Do any of your senses irritate you?

Sensory sensitisation .

The sensory nervous system can become sensitised.

This means our senses, like hearing and seeing, become more intense. This can cause symptoms like tinnitus, light sensitivity or hypersensitive pain responses (allodynia).

This happens because our brain has learnt a particular sensation might be important and has strengthened the neural pathways that code this sensation.

Frustration with these especially annoying symptoms feeds into the process as a vicious cycle.

When we’re stressed or annoyed our brain makes worrying sensations feel even more intense and the learning processes embed more easily.

What to do about sensory sensitization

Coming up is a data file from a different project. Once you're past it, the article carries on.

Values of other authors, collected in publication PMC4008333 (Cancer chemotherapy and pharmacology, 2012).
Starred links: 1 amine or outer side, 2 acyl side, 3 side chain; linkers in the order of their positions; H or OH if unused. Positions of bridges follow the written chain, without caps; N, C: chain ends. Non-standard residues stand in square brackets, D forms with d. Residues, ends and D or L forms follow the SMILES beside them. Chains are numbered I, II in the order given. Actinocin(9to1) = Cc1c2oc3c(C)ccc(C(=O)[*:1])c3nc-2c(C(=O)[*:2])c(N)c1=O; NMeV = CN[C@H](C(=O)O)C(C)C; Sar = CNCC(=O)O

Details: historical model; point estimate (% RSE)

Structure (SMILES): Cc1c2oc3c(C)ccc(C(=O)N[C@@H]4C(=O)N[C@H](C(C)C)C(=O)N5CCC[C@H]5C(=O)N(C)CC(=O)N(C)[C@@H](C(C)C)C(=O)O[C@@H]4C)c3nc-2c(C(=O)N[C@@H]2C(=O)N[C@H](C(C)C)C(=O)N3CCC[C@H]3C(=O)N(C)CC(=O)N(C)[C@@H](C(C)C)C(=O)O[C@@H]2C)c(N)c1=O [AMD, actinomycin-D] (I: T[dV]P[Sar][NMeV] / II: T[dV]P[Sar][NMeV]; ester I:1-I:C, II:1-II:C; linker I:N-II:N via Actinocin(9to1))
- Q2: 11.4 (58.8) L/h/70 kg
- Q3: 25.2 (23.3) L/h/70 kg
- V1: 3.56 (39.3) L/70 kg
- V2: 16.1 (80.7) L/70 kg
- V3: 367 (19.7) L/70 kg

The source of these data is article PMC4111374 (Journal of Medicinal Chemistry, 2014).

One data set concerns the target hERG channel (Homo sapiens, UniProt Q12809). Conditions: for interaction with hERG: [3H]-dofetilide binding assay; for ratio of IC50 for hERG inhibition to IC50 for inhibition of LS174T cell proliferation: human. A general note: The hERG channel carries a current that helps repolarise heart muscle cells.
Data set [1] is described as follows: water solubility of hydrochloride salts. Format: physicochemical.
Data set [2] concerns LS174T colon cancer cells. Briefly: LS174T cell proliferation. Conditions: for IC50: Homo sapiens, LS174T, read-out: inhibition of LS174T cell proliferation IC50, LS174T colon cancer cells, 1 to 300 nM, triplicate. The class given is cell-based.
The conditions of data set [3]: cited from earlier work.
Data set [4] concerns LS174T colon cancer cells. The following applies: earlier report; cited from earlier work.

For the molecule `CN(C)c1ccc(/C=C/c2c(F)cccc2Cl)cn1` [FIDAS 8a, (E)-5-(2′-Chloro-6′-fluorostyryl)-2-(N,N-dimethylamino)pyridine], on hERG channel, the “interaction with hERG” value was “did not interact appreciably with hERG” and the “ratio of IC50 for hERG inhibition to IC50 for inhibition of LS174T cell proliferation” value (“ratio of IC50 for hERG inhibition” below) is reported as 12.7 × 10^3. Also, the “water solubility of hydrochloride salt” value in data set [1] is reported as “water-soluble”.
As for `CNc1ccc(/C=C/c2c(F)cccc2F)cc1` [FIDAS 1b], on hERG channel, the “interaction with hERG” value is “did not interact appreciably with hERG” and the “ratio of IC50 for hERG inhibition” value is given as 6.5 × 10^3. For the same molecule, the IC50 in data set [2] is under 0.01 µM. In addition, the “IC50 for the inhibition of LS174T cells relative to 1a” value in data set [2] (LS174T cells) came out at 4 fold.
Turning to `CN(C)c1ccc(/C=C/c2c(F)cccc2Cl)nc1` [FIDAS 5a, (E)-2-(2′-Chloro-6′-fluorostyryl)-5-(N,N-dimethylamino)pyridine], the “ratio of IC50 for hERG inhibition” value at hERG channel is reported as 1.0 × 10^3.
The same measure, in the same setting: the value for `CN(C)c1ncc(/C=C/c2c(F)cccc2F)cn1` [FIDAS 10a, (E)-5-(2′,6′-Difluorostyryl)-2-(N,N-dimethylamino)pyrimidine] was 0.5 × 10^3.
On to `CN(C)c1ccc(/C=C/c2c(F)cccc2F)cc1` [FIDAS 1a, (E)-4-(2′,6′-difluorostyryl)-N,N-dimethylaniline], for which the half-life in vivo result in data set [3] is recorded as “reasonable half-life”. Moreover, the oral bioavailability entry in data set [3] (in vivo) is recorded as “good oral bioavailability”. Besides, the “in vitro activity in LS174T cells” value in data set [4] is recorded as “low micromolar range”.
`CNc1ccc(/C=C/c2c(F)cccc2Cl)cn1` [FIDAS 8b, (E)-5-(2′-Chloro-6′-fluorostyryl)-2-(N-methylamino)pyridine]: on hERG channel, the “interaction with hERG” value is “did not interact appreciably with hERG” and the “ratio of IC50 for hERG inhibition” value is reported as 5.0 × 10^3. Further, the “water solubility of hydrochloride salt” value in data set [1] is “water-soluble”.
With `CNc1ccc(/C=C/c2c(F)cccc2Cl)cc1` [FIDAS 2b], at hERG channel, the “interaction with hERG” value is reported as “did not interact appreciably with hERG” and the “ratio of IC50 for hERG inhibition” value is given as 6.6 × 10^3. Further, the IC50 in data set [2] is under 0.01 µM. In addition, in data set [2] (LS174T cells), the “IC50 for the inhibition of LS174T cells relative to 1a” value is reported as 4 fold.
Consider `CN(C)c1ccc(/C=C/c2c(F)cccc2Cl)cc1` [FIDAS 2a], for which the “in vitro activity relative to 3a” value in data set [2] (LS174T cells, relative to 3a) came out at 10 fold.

1. Don’t avoid things that trigger your sensitivity.

For example, if you’re sensitive to light, don’t stay in the dark all the time. This prevents the brain learning a different response.

2. Learn how to shift from the SNS to the PNS.

Entering physiological rest can help interrupt the cycle of stress and sensitisation. Accepting your symptoms can also reduce frustration.

3. Learn to shift your attention away from symptoms.

This is necessary to undo the learning process.

4. Gradually expose yourself to the trigger in a controlled way to build tolerance.

For example, if moving your head quickly gives you vertigo, start by moving it very slowly, while you keep the body relaxed through breathing evenly and calmly. Once you are confident, gradually build up the speed and range of movement, giving the body and brain time to adapt and learn the new response.

5. Find other ways to help your brain strengthen new pathways.

This is how sound therapy for tinnitus works.